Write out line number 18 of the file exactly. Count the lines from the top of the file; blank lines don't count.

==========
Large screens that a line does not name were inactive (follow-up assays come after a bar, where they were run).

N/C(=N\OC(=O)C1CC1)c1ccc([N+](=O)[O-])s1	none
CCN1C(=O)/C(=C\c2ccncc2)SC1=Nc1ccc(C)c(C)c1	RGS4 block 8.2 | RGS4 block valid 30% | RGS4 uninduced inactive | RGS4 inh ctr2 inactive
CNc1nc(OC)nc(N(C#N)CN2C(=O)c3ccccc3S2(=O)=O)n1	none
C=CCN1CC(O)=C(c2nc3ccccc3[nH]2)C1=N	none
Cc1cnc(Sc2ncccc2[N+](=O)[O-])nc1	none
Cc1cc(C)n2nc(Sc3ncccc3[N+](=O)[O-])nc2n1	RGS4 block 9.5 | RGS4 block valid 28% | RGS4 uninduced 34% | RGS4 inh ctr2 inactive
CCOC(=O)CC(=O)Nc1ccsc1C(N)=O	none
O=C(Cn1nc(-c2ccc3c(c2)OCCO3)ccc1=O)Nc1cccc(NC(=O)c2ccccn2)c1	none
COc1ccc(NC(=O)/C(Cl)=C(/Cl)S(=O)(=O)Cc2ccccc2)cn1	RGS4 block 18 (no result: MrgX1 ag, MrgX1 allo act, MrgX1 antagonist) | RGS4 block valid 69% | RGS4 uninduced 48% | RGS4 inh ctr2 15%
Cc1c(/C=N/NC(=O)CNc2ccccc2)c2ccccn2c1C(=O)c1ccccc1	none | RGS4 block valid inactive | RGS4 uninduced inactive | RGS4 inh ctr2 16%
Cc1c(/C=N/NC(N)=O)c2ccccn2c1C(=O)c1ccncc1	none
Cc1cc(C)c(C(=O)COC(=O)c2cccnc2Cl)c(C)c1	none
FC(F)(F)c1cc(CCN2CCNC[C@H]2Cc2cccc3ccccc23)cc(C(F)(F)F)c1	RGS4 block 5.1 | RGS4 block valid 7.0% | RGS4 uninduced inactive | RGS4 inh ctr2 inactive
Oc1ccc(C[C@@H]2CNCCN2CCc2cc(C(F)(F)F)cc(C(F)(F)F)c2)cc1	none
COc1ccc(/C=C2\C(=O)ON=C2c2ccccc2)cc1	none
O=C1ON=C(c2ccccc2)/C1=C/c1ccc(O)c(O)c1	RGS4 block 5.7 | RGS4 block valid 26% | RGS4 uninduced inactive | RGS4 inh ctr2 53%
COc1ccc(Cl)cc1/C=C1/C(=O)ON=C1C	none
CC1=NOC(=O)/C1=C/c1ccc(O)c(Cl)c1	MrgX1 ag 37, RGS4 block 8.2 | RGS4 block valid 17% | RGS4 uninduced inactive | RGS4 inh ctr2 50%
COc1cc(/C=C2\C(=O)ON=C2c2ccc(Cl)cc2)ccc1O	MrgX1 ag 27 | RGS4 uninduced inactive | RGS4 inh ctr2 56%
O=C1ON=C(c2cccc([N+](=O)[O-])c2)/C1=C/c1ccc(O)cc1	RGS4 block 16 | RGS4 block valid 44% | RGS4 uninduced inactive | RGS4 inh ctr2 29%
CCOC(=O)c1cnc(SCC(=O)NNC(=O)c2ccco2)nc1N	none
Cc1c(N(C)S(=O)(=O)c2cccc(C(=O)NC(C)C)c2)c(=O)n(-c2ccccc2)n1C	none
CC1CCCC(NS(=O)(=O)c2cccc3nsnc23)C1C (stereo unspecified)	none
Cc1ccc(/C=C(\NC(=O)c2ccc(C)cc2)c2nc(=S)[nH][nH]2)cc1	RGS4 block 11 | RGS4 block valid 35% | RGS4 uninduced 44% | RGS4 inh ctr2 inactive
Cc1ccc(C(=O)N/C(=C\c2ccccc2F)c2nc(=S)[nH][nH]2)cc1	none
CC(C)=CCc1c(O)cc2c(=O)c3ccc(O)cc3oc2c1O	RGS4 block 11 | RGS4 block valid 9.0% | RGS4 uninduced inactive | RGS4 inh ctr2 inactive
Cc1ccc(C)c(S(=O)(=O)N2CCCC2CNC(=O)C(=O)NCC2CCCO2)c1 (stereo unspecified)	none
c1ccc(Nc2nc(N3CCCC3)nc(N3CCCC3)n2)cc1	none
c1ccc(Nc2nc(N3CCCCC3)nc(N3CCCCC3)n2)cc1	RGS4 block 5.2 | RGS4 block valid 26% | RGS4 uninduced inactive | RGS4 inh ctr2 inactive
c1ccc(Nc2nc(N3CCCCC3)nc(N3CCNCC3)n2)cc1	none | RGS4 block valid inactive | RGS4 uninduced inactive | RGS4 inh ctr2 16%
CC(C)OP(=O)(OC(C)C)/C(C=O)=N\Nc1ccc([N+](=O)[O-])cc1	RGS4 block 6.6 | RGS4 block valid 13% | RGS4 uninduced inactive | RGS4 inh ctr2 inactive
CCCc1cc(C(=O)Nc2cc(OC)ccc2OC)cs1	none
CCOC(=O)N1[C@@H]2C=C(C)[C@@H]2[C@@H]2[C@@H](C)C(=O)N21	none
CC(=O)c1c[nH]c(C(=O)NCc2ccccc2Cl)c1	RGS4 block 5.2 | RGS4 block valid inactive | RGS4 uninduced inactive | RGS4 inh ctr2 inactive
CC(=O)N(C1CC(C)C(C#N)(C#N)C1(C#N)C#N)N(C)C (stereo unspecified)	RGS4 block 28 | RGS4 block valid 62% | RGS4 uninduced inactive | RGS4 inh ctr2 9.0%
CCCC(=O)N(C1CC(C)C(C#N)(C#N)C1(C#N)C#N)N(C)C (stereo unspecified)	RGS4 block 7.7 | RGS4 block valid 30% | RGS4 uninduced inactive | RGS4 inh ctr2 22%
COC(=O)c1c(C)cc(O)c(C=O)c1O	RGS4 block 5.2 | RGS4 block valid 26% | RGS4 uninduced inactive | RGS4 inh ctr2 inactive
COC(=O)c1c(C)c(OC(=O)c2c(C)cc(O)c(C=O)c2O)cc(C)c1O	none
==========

COc1ccc(Cl)cc1/C=C1/C(=O)ON=C1C	none